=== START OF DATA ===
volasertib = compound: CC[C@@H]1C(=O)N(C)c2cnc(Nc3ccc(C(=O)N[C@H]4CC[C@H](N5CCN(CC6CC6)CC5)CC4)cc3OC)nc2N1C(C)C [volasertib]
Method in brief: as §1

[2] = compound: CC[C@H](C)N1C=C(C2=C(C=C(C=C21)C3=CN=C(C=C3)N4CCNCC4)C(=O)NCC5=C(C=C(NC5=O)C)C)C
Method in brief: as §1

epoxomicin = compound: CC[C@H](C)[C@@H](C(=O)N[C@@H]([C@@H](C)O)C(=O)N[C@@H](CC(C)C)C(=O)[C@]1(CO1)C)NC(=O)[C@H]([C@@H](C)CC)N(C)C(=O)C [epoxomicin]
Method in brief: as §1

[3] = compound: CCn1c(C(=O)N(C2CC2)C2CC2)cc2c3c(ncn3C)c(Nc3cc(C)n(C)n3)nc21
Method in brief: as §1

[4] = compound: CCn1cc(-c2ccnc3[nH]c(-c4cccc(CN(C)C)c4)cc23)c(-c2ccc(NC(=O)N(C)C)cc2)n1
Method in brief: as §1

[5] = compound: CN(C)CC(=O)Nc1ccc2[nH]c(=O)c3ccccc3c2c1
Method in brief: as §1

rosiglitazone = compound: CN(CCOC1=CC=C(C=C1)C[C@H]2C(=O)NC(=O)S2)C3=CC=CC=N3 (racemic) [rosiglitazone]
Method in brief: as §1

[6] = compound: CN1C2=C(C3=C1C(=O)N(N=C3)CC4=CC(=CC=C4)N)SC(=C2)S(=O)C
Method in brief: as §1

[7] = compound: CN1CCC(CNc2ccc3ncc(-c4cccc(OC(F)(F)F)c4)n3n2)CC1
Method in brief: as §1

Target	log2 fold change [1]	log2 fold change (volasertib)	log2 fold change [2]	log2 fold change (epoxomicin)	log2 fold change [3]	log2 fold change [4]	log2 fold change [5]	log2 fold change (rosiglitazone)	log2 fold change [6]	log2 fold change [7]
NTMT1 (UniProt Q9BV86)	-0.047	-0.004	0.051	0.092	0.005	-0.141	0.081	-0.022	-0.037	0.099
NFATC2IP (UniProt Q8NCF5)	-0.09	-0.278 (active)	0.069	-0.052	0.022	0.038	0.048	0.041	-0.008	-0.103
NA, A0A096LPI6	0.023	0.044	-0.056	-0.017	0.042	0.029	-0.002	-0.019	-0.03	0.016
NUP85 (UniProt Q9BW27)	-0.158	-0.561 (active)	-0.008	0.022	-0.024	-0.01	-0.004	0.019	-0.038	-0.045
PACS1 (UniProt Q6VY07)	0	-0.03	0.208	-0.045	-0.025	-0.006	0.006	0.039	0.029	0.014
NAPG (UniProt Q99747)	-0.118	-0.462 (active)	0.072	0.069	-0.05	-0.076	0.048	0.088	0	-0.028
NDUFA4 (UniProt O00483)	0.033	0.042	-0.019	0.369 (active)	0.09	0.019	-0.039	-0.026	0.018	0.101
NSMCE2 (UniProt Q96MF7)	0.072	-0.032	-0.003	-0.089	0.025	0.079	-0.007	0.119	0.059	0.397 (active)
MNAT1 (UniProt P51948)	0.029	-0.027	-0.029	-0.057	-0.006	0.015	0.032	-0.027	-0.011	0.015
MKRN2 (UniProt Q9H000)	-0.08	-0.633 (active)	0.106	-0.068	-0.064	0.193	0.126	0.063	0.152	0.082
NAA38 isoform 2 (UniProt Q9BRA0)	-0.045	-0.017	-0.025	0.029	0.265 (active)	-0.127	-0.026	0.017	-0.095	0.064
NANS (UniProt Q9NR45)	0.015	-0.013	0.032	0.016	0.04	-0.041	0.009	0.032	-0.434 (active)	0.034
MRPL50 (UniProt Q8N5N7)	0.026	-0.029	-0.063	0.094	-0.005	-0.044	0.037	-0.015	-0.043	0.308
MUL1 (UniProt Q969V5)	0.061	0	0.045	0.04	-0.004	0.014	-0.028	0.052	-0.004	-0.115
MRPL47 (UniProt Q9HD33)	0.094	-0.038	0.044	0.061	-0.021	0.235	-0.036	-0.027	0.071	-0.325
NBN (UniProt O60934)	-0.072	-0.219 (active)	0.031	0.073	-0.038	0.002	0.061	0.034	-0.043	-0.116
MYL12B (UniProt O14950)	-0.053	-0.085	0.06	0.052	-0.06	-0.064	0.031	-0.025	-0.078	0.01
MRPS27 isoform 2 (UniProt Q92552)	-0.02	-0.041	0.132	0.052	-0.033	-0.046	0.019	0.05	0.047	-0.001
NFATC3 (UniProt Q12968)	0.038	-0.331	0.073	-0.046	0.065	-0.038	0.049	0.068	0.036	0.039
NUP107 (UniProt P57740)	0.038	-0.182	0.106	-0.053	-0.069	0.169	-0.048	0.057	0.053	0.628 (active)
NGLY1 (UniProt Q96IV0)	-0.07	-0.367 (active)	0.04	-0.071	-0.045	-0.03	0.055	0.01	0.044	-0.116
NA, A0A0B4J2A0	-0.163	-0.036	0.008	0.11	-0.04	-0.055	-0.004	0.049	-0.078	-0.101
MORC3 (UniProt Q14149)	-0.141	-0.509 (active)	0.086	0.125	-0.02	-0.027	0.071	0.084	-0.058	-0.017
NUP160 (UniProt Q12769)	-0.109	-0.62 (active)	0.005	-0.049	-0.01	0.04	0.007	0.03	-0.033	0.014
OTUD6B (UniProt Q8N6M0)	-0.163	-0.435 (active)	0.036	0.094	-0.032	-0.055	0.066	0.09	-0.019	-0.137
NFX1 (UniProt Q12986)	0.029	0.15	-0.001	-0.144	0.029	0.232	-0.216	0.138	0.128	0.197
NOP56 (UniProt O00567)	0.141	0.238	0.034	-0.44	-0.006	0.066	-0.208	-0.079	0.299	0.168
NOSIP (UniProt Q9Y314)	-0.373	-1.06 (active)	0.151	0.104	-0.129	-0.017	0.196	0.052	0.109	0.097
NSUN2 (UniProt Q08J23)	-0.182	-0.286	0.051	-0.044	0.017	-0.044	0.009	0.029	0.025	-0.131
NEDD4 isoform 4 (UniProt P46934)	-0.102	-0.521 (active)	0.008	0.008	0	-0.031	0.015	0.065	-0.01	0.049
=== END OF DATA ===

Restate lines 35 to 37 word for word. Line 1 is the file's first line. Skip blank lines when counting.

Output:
NBN (UniProt O60934)	-0.072	-0.219 (active)	0.031	0.073	-0.038	0.002	0.061	0.034	-0.043	-0.116
MYL12B (UniProt O14950)	-0.053	-0.085	0.06	0.052	-0.06	-0.064	0.031	-0.025	-0.078	0.01
MRPS27 isoform 2 (UniProt Q92552)	-0.02	-0.041	0.132	0.052	-0.033	-0.046	0.019	0.05	0.047	-0.001